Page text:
Age was categorized into ≤19, 20–24, 25–29, 30–34, 35–39, and ≥ 40 years. The duration of intravenous administration of ritodrine hydrochloride was examined and categorized into ≤48 h, 3–6 days, 7–13 days, 14–27 days, and ≥ 28 days.

The primary outcome was maternal adverse effects (lung edema, granulocytopenia, rhabdomyolysis, thromboembolism, and gestational diabetes mellitus) during hospitalization.

Categorical variables (smoking, multiple births, premature rupture of membranes at admission, and placenta previa) were compared by the chi-square test or Fisher’s exact test. Continuous variables (age, body mass index, and gestational age at admission) were compared by a t-test or the Mann–Whitney U-test, as appropriate. A multivariable logistic regression analysis was performed to evaluate factors associated with maternal adverse effects. All statistical analyses were performed using IBM SPSS software version 23 (IBM Corp., Armonk, NY). All tests were two-tailed, and the threshold for significance was P < 0.05.

Written informed consent was not required because of the anonymous nature of the data. The need for written consent was formally waived by the ethics committee. The Institutional Review Board at The University of Tokyo approved the study. All authors obtained permission to use the national inpatient database.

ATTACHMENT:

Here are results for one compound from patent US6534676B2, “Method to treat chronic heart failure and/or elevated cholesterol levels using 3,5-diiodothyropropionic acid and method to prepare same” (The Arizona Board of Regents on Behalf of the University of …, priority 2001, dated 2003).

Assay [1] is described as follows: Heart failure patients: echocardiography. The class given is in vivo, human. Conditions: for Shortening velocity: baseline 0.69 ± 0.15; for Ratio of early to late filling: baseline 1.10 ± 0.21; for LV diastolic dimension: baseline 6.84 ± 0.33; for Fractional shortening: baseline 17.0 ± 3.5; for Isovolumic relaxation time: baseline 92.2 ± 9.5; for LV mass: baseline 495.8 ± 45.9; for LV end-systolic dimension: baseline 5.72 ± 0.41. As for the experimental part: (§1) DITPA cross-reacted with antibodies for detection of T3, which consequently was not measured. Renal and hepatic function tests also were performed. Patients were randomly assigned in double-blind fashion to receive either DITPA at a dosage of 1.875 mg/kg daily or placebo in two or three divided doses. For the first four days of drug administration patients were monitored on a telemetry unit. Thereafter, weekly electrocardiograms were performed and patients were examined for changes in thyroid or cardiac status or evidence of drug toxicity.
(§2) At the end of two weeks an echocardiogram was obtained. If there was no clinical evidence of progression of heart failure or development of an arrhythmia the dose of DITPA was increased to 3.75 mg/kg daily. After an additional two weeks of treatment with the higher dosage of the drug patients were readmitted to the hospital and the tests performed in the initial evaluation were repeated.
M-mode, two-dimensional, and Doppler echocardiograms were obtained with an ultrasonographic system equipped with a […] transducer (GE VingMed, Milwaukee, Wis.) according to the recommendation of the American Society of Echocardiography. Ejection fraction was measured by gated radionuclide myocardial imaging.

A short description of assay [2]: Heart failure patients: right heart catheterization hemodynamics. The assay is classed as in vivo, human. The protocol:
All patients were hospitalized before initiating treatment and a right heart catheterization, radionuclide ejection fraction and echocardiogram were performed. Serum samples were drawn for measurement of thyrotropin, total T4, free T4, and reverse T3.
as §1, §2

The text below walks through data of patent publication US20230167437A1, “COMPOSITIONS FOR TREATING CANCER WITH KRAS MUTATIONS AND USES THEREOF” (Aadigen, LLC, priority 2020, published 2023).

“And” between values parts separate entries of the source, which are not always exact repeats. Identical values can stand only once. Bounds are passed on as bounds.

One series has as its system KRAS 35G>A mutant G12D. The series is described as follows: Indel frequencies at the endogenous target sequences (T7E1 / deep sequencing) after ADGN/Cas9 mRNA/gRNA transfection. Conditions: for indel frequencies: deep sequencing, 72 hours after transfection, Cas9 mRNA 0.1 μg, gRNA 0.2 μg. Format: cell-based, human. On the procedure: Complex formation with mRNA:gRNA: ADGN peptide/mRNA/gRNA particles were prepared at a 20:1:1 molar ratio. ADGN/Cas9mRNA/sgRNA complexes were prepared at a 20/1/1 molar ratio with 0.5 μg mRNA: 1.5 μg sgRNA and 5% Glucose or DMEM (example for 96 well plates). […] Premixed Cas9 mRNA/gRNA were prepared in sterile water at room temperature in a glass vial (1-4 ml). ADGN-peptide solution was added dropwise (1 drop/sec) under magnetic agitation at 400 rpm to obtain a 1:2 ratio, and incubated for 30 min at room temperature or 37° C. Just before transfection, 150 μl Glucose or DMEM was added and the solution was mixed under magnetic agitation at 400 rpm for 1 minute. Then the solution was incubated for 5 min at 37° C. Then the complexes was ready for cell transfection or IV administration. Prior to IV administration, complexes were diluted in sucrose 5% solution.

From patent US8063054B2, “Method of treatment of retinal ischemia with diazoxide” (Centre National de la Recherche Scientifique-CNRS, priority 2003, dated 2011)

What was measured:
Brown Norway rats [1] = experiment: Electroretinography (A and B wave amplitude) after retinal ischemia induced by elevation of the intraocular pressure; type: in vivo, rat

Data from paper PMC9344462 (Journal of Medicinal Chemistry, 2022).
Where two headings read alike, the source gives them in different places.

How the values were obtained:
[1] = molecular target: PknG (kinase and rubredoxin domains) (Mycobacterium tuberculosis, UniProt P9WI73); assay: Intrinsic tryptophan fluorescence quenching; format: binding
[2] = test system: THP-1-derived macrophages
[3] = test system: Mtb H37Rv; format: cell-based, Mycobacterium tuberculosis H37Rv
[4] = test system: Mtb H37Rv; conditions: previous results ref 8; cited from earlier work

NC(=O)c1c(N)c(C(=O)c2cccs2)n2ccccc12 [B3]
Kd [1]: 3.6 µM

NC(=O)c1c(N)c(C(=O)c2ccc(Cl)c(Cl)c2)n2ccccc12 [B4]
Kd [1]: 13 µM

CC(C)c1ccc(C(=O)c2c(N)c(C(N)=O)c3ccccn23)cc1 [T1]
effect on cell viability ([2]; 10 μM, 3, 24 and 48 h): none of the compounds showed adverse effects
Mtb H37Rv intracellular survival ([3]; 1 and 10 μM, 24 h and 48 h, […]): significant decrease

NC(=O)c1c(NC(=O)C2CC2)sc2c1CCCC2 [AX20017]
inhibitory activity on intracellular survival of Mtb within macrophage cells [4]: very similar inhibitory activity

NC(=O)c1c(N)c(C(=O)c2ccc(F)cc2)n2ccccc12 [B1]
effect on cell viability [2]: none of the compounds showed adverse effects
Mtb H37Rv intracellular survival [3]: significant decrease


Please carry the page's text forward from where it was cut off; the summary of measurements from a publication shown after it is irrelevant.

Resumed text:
Results

During the study period, we identified 373,858 patients with a diagnosis of threatened preterm birth. Of these, we selected 134,959 eligible patients. The mean (standard deviation [SD]) age was 31.3 (5.4) years, and the mean (SD) gestational age was 30 (3.7) weeks.

The patient characteristics according to the duration of ritodrine hydrochloride infusion are shown in Table 1. The proportion of patients who underwent tocolytic treatment for ≤48 h was 17.2%, while the proportions who underwent tocolytic treatment for 3–6 days, 7–13 days, 14–27 days, and ≥ 28 days were 16.0, 16.2, 21.9, and 28.7%, respectively. Older women were more likely to receive tocolytic treatment for ≥28 days. Women with multiple births or placenta previa were likely to receive a longer duration of tocolytic treatment, while those with premature rupture of membranes at admission had a shorter duration of tocolytic treatment.